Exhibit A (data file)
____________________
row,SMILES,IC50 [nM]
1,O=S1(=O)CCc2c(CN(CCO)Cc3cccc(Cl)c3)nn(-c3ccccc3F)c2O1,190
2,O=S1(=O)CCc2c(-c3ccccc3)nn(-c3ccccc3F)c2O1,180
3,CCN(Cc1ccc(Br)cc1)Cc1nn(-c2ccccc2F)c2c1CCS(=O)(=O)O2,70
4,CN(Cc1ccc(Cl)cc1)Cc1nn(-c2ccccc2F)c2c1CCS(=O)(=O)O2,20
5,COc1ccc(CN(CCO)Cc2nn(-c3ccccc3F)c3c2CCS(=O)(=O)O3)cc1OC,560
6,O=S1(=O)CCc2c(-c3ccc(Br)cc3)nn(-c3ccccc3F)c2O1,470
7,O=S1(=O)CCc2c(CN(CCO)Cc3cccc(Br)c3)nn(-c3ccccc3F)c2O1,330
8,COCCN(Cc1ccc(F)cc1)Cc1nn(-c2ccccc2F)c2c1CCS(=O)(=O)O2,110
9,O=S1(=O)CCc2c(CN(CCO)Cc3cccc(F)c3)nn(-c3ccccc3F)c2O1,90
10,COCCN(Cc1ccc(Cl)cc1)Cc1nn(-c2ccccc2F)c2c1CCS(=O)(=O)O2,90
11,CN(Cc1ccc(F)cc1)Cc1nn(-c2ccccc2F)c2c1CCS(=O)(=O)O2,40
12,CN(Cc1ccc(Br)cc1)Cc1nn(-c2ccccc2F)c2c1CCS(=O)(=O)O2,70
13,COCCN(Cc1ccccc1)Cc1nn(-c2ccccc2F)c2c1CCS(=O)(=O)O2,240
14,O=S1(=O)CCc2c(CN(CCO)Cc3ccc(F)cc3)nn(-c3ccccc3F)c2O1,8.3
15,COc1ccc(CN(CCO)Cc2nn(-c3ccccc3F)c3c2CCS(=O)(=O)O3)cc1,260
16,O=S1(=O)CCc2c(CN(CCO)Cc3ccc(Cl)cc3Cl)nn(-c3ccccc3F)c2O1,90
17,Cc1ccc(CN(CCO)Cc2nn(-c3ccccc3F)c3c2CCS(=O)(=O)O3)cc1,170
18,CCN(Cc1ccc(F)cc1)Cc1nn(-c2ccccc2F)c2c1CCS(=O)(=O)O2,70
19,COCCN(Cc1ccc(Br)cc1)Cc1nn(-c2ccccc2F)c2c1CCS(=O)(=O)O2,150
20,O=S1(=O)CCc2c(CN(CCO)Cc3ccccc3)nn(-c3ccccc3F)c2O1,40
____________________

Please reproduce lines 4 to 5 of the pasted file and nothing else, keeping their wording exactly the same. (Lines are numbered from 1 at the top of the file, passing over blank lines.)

3,CCN(Cc1ccc(Br)cc1)Cc1nn(-c2ccccc2F)c2c1CCS(=O)(=O)O2,70
4,CN(Cc1ccc(Cl)cc1)Cc1nn(-c2ccccc2F)c2c1CCS(=O)(=O)O2,20